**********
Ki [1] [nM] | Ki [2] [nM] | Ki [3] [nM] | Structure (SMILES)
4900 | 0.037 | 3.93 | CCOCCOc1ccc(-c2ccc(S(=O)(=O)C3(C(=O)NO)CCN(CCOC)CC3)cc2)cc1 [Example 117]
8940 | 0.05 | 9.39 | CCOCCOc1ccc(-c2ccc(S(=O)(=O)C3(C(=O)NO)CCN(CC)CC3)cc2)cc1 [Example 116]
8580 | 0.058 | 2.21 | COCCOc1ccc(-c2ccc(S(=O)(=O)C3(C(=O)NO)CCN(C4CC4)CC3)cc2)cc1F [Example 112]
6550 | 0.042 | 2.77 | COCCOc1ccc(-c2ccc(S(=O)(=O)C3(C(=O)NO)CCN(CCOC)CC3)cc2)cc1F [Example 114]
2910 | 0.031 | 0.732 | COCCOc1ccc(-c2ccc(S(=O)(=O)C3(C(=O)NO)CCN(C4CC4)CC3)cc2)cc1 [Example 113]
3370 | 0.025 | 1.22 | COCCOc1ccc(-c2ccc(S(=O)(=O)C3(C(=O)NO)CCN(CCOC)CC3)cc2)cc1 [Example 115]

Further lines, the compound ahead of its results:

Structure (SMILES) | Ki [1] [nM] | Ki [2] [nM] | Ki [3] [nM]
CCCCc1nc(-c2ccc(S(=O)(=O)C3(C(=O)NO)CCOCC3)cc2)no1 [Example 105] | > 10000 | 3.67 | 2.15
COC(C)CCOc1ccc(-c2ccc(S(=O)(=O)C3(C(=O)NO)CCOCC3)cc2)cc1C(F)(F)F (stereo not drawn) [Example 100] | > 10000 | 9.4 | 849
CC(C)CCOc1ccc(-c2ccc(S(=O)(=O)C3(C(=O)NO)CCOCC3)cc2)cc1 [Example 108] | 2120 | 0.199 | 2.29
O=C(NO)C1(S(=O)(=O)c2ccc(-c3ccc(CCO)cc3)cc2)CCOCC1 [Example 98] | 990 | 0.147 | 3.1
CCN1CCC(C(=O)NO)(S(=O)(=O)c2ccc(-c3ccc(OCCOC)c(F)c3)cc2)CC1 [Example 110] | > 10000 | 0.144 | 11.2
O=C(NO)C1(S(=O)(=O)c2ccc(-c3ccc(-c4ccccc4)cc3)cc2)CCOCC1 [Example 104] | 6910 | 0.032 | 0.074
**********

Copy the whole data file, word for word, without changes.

Ki [1] [nM] | Ki [2] [nM] | Ki [3] [nM] | Structure (SMILES)
4900 | 0.037 | 3.93 | CCOCCOc1ccc(-c2ccc(S(=O)(=O)C3(C(=O)NO)CCN(CCOC)CC3)cc2)cc1 [Example 117]
8940 | 0.05 | 9.39 | CCOCCOc1ccc(-c2ccc(S(=O)(=O)C3(C(=O)NO)CCN(CC)CC3)cc2)cc1 [Example 116]
8580 | 0.058 | 2.21 | COCCOc1ccc(-c2ccc(S(=O)(=O)C3(C(=O)NO)CCN(C4CC4)CC3)cc2)cc1F [Example 112]
6550 | 0.042 | 2.77 | COCCOc1ccc(-c2ccc(S(=O)(=O)C3(C(=O)NO)CCN(CCOC)CC3)cc2)cc1F [Example 114]
2910 | 0.031 | 0.732 | COCCOc1ccc(-c2ccc(S(=O)(=O)C3(C(=O)NO)CCN(C4CC4)CC3)cc2)cc1 [Example 113]
3370 | 0.025 | 1.22 | COCCOc1ccc(-c2ccc(S(=O)(=O)C3(C(=O)NO)CCN(CCOC)CC3)cc2)cc1 [Example 115]

Further lines, the compound ahead of its results:

Structure (SMILES) | Ki [1] [nM] | Ki [2] [nM] | Ki [3] [nM]
CCCCc1nc(-c2ccc(S(=O)(=O)C3(C(=O)NO)CCOCC3)cc2)no1 [Example 105] | > 10000 | 3.67 | 2.15
COC(C)CCOc1ccc(-c2ccc(S(=O)(=O)C3(C(=O)NO)CCOCC3)cc2)cc1C(F)(F)F (stereo not drawn) [Example 100] | > 10000 | 9.4 | 849
CC(C)CCOc1ccc(-c2ccc(S(=O)(=O)C3(C(=O)NO)CCOCC3)cc2)cc1 [Example 108] | 2120 | 0.199 | 2.29
O=C(NO)C1(S(=O)(=O)c2ccc(-c3ccc(CCO)cc3)cc2)CCOCC1 [Example 98] | 990 | 0.147 | 3.1
CCN1CCC(C(=O)NO)(S(=O)(=O)c2ccc(-c3ccc(OCCOC)c(F)c3)cc2)CC1 [Example 110] | > 10000 | 0.144 | 11.2
O=C(NO)C1(S(=O)(=O)c2ccc(-c3ccc(-c4ccccc4)cc3)cc2)CCOCC1 [Example 104] | 6910 | 0.032 | 0.074